Halloween is a time when children and adults alike get to dress up and let loose. But when choosing a costume, UBC Faculty of Education professor Mona Gleason cautions that some looks may be scary in more ways than one — they could cross the line into racism, sexism, and just plain offensiveness.
What is cultural appropriation, and how does it show up at Halloween?
Cultural appropriation means taking elements of other peoples’ cultural symbols and using them in a way that is disrespectful. When we see, for example, kids or adults dressing up in First Nations costumes with feathers in their hair or tomahawks, those are not only cultural appropriations, they’re also bordering on racist and inaccurate depictions.
Many people are invested in education around respectful engagement with different cultures. When people wear these old, often racist and often very hurtful stereotypical costumes thinking it’s just all in the spirit of having a good time, it really can undo a lot of the good work that’s been done in schools or other educational outlets.
What are other red flags that come up at Halloween?
There are definitely sexist and inappropriate costumes out there. Big companies are just waiting to hand people these prepackaged Halloween costumes. Last year, a Vancouver mom took pictures of some of the costumes being sold and they went viral on social media. They were over-sexualized costumes for young girls that were also quite sexist. The message was that young girls can only be sexy nurses or tarted-up princesses at Halloween.
There is something really disturbing about the societal expectation that little girls who dress up have to perform a role that’s associated with people who are older and able to make decisions about their sexuality. Sexualizing young kids is not appropriate. We’re terrified as a culture about what might happen to little kids if they are put at risk in social situations. So why would we send a little girl out on Halloween night dressed up like a woman?
On the other side of the equation there are very stereotypical boys’ costumes: the firefighters, the police officers. What if a little boy wants to dress up like a princess or mermaid? If little boys can’t go out on Halloween dressed the way they want, that also sends a strong message.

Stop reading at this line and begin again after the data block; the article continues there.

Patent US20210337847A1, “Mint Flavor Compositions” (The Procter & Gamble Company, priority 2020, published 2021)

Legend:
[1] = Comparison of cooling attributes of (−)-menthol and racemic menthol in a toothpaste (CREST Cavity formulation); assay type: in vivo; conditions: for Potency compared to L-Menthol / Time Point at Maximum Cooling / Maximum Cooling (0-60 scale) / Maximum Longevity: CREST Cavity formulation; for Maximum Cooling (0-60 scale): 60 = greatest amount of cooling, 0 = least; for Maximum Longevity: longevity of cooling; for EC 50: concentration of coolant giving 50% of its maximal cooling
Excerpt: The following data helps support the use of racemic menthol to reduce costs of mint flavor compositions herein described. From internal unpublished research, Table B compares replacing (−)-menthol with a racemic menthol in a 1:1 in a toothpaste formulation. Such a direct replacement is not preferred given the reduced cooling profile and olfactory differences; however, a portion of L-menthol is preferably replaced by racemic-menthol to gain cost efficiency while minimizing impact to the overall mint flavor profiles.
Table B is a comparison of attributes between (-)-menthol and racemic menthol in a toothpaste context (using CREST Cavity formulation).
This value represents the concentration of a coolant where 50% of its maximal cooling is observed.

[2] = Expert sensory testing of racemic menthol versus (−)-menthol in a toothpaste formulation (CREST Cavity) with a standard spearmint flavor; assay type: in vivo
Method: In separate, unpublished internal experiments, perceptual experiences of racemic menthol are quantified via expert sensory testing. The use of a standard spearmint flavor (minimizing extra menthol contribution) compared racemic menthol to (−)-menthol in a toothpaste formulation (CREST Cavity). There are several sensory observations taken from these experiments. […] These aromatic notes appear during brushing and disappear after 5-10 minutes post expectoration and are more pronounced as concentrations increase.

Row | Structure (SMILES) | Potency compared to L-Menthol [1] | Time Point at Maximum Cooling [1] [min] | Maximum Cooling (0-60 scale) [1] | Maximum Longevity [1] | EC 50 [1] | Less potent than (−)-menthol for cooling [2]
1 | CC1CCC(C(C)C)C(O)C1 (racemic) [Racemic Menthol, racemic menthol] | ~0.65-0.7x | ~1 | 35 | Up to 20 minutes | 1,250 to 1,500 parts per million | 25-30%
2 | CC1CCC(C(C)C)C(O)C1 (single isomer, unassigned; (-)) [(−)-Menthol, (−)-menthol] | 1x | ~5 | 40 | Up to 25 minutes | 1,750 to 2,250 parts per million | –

What do you think is behind the sale of these costumes?
Money. Companies make more money if they can sell versions of the same costume. It’s also filling a need: Parents are busy and they’re overwhelmed. When Halloween approaches, the companies swoop right in and say, “Hey, your kid wants to be a princess? We’ve got that covered right here.”
There’s nothing wrong with parents going out and buying a little princess costume for their child. But do it with eyes wide open. Is it sexist or racist? If we really value kids, if they are our future, we want to make sure we’re supporting them in learning how to be contributing citizens and not just people who are exploited.
What guidelines should people follow when it comes to choosing a costume for themselves or their children?
Use common sense. Don’t fall into that trap of thinking that Halloween is a time when all the rules of respective social interaction go out the window. I think it’s always been the case that Halloween is a time when some people think they have permission to act badly, and I think that that’s a very dangerous way to think.
Ask yourself: Is this a costume that belittles either the wearer or is it a belittling reference to someone else? When someone’s costume pivots on humiliation, whether it’s of the wearer or someone else, I think we should say, ‘No, that’s not what our society is about’.
If you’re not sure if a costume is offensive, don’t wear it. And don’t be disingenuous about particular things in history. Often the people who are wearing these offensive costumes are not the ones who are most vulnerable; they have social power by virtue of their race or class. I saw recently a tweet from a member of a First Nation, pointing out that they didn’t know anyone in their community who wore a headdress as some sort of costume celebration at Halloween. So why would they want to see that happening on Halloween night?